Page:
Volume 8, Issue 4 p. 495-500
Review

Blink reflex and the masseter inhibitory reflex in patients with dystonia

G. Pauletti

G. Pauletti

Dipartimento di Scienze Neurologiche, Università di Roma “La Sapienza,” Roma, Italy

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Dr. A. Berardelli

Corresponding Author

Dr. A. Berardelli

Dipartimento di Scienze Neurologiche, Università di Roma “La Sapienza,” Roma, Italy

Dipartimento di Scienze Neurologiche, Università di Roma “La Sapienza,” Viale dell' Università 30, 00187 Roma, ItalySearch for more papers by this author
G. Cruccu

G. Cruccu

Dipartimento di Scienze Neurologiche, Università di Roma “La Sapienza,” Roma, Italy

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R. Agostino

R. Agostino

Dipartimento di Scienze Neurologiche, Università di Roma “La Sapienza,” Roma, Italy

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M. Manfredi

M. Manfredi

Dipartimento di Scienze Neurologiche, Università di Roma “La Sapienza,” Roma, Italy

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First published: 1993
Citations: 76

Abstract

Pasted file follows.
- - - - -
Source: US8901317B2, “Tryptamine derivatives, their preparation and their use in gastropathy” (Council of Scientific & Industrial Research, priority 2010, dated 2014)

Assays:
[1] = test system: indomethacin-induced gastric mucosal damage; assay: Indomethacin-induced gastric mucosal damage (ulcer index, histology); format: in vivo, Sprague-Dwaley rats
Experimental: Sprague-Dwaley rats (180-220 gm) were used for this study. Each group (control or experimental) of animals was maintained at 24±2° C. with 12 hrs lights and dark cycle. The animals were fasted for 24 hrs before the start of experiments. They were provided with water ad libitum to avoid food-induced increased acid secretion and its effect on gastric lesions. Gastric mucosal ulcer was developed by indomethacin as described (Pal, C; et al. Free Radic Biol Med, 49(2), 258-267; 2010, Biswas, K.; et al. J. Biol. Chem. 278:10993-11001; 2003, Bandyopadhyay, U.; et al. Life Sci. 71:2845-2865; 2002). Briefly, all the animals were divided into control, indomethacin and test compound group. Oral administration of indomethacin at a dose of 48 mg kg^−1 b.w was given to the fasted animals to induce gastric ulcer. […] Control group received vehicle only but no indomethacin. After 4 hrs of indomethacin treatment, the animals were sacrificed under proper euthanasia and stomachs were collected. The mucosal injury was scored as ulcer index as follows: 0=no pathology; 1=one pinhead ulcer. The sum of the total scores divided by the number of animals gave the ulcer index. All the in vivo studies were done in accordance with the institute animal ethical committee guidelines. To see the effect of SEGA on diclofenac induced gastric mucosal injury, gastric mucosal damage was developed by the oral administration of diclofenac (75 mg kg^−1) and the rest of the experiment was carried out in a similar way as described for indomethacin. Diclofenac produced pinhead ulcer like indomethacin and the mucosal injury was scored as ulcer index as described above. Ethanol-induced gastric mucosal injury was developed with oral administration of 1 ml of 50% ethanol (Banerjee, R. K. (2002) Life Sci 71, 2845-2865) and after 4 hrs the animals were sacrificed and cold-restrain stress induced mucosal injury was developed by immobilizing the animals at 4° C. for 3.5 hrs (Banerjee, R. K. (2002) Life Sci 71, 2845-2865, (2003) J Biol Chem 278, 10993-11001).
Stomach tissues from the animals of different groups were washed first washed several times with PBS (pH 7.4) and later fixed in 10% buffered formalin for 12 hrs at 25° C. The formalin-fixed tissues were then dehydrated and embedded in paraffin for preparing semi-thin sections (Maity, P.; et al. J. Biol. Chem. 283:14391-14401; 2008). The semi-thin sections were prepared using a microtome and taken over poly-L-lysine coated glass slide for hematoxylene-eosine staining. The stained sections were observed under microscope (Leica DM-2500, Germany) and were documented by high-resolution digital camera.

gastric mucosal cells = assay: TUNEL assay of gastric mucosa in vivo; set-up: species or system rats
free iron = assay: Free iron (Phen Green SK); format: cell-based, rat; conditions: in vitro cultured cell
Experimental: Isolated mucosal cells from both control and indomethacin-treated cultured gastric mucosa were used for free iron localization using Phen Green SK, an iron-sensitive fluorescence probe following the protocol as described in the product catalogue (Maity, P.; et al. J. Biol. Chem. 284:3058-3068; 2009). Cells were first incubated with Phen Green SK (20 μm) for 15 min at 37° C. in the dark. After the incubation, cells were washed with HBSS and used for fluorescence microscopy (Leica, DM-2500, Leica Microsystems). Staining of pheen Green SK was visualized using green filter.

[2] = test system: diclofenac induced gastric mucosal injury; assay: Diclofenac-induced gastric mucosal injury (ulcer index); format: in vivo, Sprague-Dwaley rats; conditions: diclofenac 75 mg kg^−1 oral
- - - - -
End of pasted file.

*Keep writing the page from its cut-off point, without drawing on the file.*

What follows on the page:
The excitatory and inhibitory interneuronal pathways in the brainstem are tested by examining the blink reflex and the masseter inhibitory reflex, respectively. We studied the R2 component of the blink reflex and the SP2 component of the masseter inhibitory reflex and their recovery cycle in 56 patients with various forms of dystonia. In patients with cranial, cervical, and generalized dystonia, but not in patients with extracranial segmental dystonia, the recovery cycle of both reflexs was enhanced. The recovery cycle of R2 and SP2 can demonstrate subclinical changes in excitability of brainstem interneurons. The degree of enhancement of the recovery cycles did not correlate, however, with the severity of clinical facial muscle impairment. In addition, the recovery cycles correlated positively with each other, showing that excitatory as well as inhibitory interneuronal pathways in the brainstem are perturbed in dystonia. Study of the trigemino-facial and trigemino-trigeminal reflexes provides an objective tool for assessing functional abnormalities in dystonia.